More work ahead for Industry 4.0
15 August 2023
Recent media talk of Industry 5.0 and even 6.0 is premature, according to Marta Pieńkowska
DESPITE WIDESPREAD support for the use of data in manufacturing, according to research from the World Economic Forum in late 2022 just 39% of manufacturing leaders said that they had successfully scaled data-driven use cases beyond a production process for a single product.
Even so, mentions of Industry 5.0 or 6.0 have already cropped up across the media and in reality, these calls are speculative and premature. While Industry 4.0 is not a nascent concept, there hasn’t been widespread adoption of its core principles and it is still yet to be realised.
It is true that the technologies that power Industry 4.0 can greatly transform the way products are designed, analysed, and produced. But in order to fully capitalise on its potential, manufacturers must first understand and adopt the design principles needed to make Industry 4.0 a reality.
Implementation of Industry 4.0 will take time and this will vary for each business, depending on current levels of adoption and company structure. The needs of manufacturers are naturally varied and unique, with no one-size-fits-all approach to growth or technology adoption. There are also several common challenges when it comes to introducing Industry 4.0 into a business, such as cybersecurity considerations that come with added interconnectivity between systems, or having the right skills in place to introduce new technologies successfully.
Reaching Industry 4.0 starts with understanding and identifying the business goals, before assessing the quality of your data by auditing and analysing your current systems, processes and assets. There are a number of core design principles that provide a framework for creating a more sophisticated and efficient production process.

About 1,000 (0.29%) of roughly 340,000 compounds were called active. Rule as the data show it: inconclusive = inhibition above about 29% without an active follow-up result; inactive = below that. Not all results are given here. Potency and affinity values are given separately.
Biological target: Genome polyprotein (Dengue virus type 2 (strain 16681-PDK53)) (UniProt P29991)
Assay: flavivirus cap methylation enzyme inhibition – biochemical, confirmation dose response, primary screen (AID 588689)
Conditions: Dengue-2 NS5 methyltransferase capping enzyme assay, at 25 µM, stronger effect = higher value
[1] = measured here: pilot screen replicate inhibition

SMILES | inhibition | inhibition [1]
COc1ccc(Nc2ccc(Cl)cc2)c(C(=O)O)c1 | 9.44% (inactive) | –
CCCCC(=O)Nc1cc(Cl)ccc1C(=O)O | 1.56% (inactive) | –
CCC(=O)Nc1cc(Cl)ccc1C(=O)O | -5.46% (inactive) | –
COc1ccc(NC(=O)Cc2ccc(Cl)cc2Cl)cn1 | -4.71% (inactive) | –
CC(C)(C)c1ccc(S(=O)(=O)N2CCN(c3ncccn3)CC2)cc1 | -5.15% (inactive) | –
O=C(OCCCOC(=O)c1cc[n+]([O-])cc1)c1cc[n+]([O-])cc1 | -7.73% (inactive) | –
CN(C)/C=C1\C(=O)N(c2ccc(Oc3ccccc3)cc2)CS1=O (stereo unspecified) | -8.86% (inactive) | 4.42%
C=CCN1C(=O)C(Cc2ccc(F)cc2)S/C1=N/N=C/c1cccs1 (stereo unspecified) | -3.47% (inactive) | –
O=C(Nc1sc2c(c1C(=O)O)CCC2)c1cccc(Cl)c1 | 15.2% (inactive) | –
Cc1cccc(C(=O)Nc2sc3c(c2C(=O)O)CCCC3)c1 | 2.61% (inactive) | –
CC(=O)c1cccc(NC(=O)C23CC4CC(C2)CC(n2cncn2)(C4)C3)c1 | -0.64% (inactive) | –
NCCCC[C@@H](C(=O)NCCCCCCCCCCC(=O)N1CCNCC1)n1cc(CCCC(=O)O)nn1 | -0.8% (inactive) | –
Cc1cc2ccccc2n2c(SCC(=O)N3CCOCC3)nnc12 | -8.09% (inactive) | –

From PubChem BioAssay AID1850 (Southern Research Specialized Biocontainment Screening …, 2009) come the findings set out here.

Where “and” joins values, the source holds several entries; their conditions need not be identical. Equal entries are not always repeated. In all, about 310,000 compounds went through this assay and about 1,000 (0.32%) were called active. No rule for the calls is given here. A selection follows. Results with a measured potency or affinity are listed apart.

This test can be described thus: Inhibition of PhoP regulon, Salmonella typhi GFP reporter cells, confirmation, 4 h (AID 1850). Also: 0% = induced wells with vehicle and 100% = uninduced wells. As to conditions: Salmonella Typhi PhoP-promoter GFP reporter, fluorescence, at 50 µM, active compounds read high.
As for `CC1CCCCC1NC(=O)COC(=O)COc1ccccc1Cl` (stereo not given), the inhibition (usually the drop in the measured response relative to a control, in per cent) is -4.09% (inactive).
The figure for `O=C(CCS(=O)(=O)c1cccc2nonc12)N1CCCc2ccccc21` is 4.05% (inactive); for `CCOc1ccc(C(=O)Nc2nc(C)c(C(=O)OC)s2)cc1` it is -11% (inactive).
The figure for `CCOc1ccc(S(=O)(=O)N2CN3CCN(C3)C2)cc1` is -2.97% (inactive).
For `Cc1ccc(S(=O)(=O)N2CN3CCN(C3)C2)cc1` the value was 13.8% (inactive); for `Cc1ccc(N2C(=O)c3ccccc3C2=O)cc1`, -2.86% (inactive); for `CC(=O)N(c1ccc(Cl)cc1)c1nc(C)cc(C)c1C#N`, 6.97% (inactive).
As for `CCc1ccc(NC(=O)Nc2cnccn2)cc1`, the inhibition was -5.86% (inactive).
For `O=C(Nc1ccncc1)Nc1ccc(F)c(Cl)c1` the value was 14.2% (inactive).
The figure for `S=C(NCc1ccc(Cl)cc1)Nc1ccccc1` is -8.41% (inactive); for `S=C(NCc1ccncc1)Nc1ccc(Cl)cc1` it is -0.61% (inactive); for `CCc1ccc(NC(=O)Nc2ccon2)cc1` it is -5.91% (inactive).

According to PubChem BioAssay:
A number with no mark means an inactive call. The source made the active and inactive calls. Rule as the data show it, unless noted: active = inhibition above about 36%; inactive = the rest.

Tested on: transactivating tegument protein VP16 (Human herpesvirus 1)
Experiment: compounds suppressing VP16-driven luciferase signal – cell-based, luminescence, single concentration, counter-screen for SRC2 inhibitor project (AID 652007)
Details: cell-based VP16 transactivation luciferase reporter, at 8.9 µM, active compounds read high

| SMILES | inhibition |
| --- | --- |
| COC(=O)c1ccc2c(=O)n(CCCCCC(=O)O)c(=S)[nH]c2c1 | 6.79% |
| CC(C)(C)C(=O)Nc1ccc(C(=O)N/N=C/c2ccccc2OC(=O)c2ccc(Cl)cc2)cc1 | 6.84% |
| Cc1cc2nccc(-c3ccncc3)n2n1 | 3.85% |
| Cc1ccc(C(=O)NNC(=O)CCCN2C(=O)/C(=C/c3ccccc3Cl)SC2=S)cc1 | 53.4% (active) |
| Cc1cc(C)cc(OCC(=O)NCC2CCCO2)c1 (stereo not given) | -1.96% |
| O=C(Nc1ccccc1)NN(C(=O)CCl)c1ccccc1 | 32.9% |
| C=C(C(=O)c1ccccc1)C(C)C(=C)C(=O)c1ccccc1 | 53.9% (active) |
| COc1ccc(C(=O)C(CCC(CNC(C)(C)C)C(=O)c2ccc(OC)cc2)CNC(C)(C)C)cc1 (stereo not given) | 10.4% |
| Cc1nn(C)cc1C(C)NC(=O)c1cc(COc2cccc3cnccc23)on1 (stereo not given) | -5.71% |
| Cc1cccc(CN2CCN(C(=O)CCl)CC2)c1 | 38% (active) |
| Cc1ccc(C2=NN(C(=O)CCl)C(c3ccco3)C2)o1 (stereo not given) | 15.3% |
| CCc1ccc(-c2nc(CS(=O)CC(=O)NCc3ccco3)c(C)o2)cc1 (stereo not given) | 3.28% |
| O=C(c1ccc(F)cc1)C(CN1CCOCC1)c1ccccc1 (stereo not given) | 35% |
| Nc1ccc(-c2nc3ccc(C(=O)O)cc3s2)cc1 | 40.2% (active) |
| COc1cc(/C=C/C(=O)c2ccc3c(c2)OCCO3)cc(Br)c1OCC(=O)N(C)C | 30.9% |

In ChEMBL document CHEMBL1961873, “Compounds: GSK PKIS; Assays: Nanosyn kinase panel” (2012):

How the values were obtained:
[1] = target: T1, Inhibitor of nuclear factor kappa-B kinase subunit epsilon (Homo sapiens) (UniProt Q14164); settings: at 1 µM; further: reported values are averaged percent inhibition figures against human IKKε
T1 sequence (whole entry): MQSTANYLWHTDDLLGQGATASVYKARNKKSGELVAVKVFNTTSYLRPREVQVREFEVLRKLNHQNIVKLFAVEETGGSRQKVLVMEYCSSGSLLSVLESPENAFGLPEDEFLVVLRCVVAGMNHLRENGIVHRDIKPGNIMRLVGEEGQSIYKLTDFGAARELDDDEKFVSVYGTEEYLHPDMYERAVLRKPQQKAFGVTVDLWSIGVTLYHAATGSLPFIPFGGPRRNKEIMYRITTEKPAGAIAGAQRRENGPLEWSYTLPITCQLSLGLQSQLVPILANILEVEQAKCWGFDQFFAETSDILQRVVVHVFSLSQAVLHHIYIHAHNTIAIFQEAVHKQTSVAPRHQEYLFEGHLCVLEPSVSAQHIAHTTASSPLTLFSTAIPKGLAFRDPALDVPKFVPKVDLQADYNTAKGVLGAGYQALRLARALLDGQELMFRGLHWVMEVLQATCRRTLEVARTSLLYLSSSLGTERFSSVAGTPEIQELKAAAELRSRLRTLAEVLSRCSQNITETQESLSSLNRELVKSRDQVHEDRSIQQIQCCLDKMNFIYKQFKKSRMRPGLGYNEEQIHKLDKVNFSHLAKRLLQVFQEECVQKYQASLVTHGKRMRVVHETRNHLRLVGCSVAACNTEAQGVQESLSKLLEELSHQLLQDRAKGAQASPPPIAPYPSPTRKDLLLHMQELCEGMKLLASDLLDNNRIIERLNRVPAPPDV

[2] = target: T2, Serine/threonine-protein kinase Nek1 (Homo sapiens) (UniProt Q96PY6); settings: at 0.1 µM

1. Smart communication
At the core of Industry 4.0 is the interconnectivity and automation of manufacturing through the collection, analysis, and exchange of data between cyber-physical systems. This is called smart communication, which is made possible by advances in machine learning and artificial intelligence. Smart communication provides solutions that can process and analyse large amounts of data at a speed and accuracy beyond human capabilities. These solutions allow for necessary decisions to be made with little or no human assistance.
2. Quality data
Creating a smart network requires high-quality data, as it influences the network’s intelligence and communication. However, data quality is not the same as data quantity. The volume of unstructured data output is at an all-time high. It’s crucial to focus on collecting data that’s relevant rather than use any data that is available, since low-quality data can unnecessarily consume valuable resources.
3. Digital transformation
Making the switch to Industry 4.0 can’t take place without first completing digital transformation. A transition from analogue to digital methods or from digital processes to automated systems throughout an organisation’s entire manufacturing process, so that systems can be interconnected, is one of the first steps and must be done in a considered way. In order to increase reliance on data and base decision-making on it, the process of integrating hardware and software used in production must be thorough and meaningful.
Enabling machines to make simple, routine decisions based on algorithms is another goal of Industry 4.0. It is a crucial step in achieving a production line that is less labour-intensive and less prone to human error. Machines that can recognise patterns and identify errors through artificial intelligence can take on a significant workload, freeing up employees to focus on more complex problems that require human intervention.
Adopting Industry 4.0 technologies can lead to increased productivity, profitability, safety and optimisation, as well as improved recordkeeping and traceability. The opportunities that come with successful implementation go well beyond the facilitation and automation of the production process.
Introducing Industry 4.0 means technology plays a part in every step of the development process and predicts any potential challenges ahead. These principles are fundamental in realising the next industrial revolution.
Marta Pieńkowska is product owner at STX Next